Linux was originally written as a desktop-supporting kernel but has been adapted quite well for servers. But you shouldn't use it in a mission critical system just like you shouldn't use Windows.

In addition I've never really "got" why point-of-sale, ATMs and even scopes need to use Windows. Completely unnecessary overkill. At the very least, a lightweight Linux - but even better, a simple application, with no OS.
Title: Re: Windows The Toy Operating System
Post by: TerminalJack505 on June 25, 2012, 09:29:55 pm
Windows was a toy OS compared to others 10 to 15 years ago.  It was a joke at one time.  Today it is actually pretty stable.

I can remember a time when using Windows as a server was just asking for trouble.  For example, I remember when a developer was using either Windows NT or an early version of Windows 2000 for a server.  (This was back in the Pentium 100Mhz to 200Mhz days, by the way.)

He was experiencing unexpected slow-downs.  The server was in a remote location so he'd go to the server and check it and the just the act of checking it out would cause the slow-down to go away.  As it turns out, he was using one of those fancy 3D screensavers--3D Flowerbox, I think.  Every time the screensaver kicked-in his server application would come to a crawl. 

This just goes to highlight Microsoft's server experience during those days.  Screensavers were running at the same priority as other processes!  Basically, Microsoft was still suffering from a desktop mentality in those days. 

So far as Linux goes...  Even if you don't run Linux you should still be thankful for its existence.  For the same reason you should be thankful for AMD even if you are an Intel fan boy/girl--it helps drives innovation.  It helps keeps Microsoft honest.
Title: Re: Windows The Toy Operating System
Post by: AntiProtonBoy on June 26, 2012, 12:38:05 am
there's another thing at play. The software that run's on the OS has a job to do. This software evolves as well , gets new features etc...
having to go back every few days to run a rebuild of the software because the OS changed... doing regression tests to make sure nothing got broken along the way...
If you have a product that breaks after every minor OS update, then I'd consider that software to be a poor design. I'd be wary of any product with this kind of dependency on the operating system, at least on Windows.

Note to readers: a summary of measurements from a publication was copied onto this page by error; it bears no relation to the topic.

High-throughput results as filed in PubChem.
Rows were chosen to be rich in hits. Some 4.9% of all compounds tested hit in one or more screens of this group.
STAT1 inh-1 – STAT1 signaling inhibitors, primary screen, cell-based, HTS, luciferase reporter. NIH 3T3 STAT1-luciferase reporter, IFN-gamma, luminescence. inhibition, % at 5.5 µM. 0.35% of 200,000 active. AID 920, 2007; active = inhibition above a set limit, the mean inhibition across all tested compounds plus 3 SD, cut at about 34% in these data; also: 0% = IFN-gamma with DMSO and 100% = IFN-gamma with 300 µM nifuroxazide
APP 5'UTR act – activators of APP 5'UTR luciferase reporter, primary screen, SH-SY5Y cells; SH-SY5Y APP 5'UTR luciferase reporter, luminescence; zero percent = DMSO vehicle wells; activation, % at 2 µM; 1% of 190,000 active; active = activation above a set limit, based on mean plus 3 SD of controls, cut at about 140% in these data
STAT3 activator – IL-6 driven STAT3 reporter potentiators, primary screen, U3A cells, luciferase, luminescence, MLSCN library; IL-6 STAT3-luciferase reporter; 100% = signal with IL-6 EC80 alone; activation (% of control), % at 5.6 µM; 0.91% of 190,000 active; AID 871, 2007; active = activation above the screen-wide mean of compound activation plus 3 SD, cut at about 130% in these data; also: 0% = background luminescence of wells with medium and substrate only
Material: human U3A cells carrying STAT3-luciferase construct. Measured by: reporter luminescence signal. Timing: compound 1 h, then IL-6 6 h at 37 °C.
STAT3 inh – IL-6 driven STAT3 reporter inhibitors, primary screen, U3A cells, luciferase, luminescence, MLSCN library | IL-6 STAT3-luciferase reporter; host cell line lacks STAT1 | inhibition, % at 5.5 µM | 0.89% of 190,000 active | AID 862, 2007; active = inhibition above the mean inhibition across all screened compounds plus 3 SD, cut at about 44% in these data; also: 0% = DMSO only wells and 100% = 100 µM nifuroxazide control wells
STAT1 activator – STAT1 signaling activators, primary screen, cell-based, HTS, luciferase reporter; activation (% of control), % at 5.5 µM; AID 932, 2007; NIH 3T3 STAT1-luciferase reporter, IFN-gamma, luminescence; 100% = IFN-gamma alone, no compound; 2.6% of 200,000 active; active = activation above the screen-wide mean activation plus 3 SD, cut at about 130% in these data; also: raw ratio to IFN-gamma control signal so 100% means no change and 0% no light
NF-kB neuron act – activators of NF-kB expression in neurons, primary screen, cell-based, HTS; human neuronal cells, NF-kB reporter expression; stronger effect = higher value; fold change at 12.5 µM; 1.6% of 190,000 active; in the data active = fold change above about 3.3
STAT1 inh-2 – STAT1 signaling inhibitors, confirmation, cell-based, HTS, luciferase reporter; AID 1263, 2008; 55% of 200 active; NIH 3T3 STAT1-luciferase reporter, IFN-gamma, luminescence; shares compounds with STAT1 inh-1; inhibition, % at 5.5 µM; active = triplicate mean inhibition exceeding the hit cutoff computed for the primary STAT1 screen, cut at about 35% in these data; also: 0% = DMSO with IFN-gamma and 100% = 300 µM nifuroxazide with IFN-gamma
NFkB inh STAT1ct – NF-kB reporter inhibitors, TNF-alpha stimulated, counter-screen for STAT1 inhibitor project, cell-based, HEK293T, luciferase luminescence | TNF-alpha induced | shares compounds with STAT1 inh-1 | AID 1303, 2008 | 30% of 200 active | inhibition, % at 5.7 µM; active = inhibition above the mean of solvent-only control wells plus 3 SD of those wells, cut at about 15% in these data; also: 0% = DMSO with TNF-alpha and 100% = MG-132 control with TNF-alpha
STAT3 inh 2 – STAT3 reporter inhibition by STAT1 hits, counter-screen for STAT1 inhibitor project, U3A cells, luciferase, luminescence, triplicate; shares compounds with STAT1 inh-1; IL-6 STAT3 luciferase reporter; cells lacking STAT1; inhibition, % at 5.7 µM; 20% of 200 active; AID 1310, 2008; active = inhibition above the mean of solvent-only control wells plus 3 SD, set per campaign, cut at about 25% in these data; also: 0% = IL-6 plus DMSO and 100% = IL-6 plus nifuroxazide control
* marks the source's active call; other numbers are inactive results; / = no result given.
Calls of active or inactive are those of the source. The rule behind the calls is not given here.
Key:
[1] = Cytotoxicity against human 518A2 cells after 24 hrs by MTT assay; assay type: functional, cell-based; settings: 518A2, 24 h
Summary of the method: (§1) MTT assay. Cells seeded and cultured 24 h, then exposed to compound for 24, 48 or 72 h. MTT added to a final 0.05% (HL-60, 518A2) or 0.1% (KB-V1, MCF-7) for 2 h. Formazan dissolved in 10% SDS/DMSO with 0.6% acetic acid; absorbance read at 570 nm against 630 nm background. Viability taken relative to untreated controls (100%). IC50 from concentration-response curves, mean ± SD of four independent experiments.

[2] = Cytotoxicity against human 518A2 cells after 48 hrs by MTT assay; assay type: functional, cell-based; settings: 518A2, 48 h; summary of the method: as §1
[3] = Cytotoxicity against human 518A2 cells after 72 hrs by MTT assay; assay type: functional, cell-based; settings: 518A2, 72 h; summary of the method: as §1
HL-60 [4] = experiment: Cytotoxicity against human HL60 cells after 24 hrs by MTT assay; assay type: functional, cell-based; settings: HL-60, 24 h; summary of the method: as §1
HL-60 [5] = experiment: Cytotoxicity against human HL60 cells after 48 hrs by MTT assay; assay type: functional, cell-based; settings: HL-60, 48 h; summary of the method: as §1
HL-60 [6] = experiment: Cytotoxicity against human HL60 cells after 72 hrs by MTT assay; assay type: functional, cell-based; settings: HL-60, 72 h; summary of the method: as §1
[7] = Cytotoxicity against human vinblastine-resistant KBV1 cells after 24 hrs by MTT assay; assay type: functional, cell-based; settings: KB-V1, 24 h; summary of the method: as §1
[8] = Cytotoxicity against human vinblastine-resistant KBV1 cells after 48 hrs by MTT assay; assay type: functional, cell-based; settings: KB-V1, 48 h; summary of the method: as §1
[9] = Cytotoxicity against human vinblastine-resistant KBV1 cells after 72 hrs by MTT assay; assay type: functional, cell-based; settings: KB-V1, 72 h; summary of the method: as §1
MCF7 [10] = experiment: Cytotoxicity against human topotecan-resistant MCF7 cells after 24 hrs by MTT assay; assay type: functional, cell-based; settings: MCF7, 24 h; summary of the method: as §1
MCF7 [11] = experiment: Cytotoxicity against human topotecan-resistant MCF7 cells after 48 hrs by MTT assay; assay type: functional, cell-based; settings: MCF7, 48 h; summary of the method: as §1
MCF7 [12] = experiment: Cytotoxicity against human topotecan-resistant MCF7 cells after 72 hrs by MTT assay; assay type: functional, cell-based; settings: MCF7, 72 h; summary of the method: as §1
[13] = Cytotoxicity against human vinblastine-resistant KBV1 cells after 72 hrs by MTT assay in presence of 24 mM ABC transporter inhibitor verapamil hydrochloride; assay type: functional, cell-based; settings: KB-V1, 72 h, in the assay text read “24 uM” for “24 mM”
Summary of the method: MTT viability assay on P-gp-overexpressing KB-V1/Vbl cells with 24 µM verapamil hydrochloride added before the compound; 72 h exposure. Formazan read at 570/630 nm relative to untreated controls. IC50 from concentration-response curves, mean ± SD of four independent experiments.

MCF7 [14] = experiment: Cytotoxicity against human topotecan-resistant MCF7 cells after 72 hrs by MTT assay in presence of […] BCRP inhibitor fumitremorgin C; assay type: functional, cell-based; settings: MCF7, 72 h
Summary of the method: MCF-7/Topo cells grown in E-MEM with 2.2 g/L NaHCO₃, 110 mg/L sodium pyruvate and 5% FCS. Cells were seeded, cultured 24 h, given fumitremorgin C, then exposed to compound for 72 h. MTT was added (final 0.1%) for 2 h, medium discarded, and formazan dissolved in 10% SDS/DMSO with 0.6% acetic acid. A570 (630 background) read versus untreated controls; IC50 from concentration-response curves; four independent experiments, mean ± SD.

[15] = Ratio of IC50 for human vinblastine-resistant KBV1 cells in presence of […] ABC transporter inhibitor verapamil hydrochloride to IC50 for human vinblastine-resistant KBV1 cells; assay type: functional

Title: Re: Windows The Toy Operating System
Post by: ToBeFrank on June 26, 2012, 01:47:20 am
there's another thing at play. The software that run's on the OS has a job to do. This software evolves as well , gets new features etc...
having to go back every few days to run a rebuild of the software because the OS changed... doing regression tests to make sure nothing got broken along the way...

You don't have to rebuild it every few days. You just have to keep up with major updates (every few MONTHS they come along) and release a small, simple update to keep things working. Assuming your target platform isn't API/ABI stable. The testing is relatively simple.

Maybe on your little home system this is easy, but not from where I sit. I am responsible for the Lustre and OFED software on our cluster. I only have to keep up with major updates? I wish! Every minor kernel release, we're talking the same kernel version just with added security patches from RedHat, requires I rebuild Lustre and OFED for that specific kernel. Every new minor release of Lustre and OFED requires I rebuild them because they can't possibly build them for all the kernels out there, including ours. Rebuilding and installing is easy? Multiply it by 100s since that's how many nodes there are. Testing is simple? Sure, if you don't mind being the guy responsible for the thousands of dollars per minute lost when you didn't test an update thoroughly enough.
Title: Re: Windows The Toy Operating System
Post by: FlyingBrickyard on June 26, 2012, 01:49:23 am
The guy complains about Windows being used in mission critical systems...

Some 10 years back I climbed into a hypobaric chamber that was apparently run via Win NT.  I'm still here, so, meh.
Title: Re: Windows The Toy Operating System
Post by: ToBeFrank on June 26, 2012, 01:49:47 am
there's another thing at play. The software that run's on the OS has a job to do. This software evolves as well , gets new features etc...